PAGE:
The lyrics focus on the irony of how a sense of connectedness through various forms of media has also rendered us increasingly incapable of creating meaningful relationships and finding connection in the physical world. There is behemoth power with an unquenchable appetite, bent on absorbing everything in its wake. “Technology has improved our lives but at the same time diminished many things about being human,” he adds.
The human element remains central to his creativity and the ease with which he creates at present runs counter to notions of the muse retreating as one’s years advance. “The guitar ideas and lyric ideas on these last four-five albums are the result of my being able to spend more time focusing on writing,” he says. “I try to pick up the guitar every day because it’s my premiere joy in life. Ideas come quickly once I’m noodling around the guitar and having fun.”
If the leads heard on Time and Emotion reveal anything, it’s a man who continues to reach for the next height. “If there’s a gift that I have, it’s feel and feeling,” he offers. “I think I have a knack for natural composition in my leads. You’re always looking for the right melodies.”
Influenced by the blues greats and the Jimi Hendrix’s ability to weave a multitude of sounds into his own sound, Trower remains a guitarist who keeps us guessing. He rarely if ever bends a note at the expected time, his chord voicings remain a unique intersection of the major and minor and he responds to the harmonic, rhythmic and melodic environment with a spontaneity that lingers even across repeated listens. Though he receives praise for his efforts graciously he refuses to intellectualize them.
“It’s just what feels right, where the notes sit and how long they’re held but I do believe that if you can play a very potent phrase, it continues ringing in the gap after it. But,” he adds, “that’s just my feeling about it.”
If one were to attempt an analysis of his Trower’s approach to lead work, the oxymoron of planned spontaneity applies. For example, his work on the slow-building “If You Believe in Me” from Time and Emotion. “Being that it’s all about the atmosphere, I would come up with ideas ahead of time and then try to give it a sense of freedom. But I did want it to have a certain amount of compositional quality,” he notes. “I’m not sure if I’m striving for more or just want to keep coming up with stuff that tickles me. That’s what keeps the whole thing alive. That puts the energy into recording and live work.”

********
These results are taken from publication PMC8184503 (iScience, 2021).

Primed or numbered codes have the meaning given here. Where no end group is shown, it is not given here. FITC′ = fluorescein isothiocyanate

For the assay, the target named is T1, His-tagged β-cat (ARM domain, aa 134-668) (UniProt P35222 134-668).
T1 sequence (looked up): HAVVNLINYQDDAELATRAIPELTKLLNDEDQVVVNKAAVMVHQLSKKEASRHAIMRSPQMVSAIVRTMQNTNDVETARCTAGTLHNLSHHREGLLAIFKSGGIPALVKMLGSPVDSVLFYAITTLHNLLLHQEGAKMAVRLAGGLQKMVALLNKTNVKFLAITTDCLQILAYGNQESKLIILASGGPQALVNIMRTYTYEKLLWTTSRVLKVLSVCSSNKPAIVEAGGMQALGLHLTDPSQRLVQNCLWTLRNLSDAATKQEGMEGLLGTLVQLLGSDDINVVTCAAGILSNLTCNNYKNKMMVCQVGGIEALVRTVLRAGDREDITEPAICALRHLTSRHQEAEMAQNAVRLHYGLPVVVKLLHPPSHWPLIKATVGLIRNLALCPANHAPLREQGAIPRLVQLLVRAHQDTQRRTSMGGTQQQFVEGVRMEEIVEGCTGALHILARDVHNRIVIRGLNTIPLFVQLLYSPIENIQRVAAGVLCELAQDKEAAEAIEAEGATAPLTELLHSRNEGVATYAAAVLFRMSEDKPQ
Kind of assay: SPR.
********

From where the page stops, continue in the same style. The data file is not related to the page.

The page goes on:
Trower’s presence as a live entity remains legion with an especially rabid fan base in the North American market. America remains a critical element of his ongoing success and one that he says he was willing to embrace from the start. “I’m fully aware of how much a debt I owe to American artists. All my musical heroes were Americans,” he says. “I’ve heard it said that black American music was the one new art form of the last century which you’d be hard-pressed to disprove. It’s a huge inspiration to this day.”
That Trower himself remains inspired and resistant to intellectualizing the art form that served as the basis for his career seems appropriate to a man whose latest release sums up the cross section his playing, that critical juncture of feel and experience. Asking for more or attempting to probe it at any other level may be a fool’s errand, the kind of thing that will leave the listener/critic emptier than if they embrace the art for what it is and what it stands for.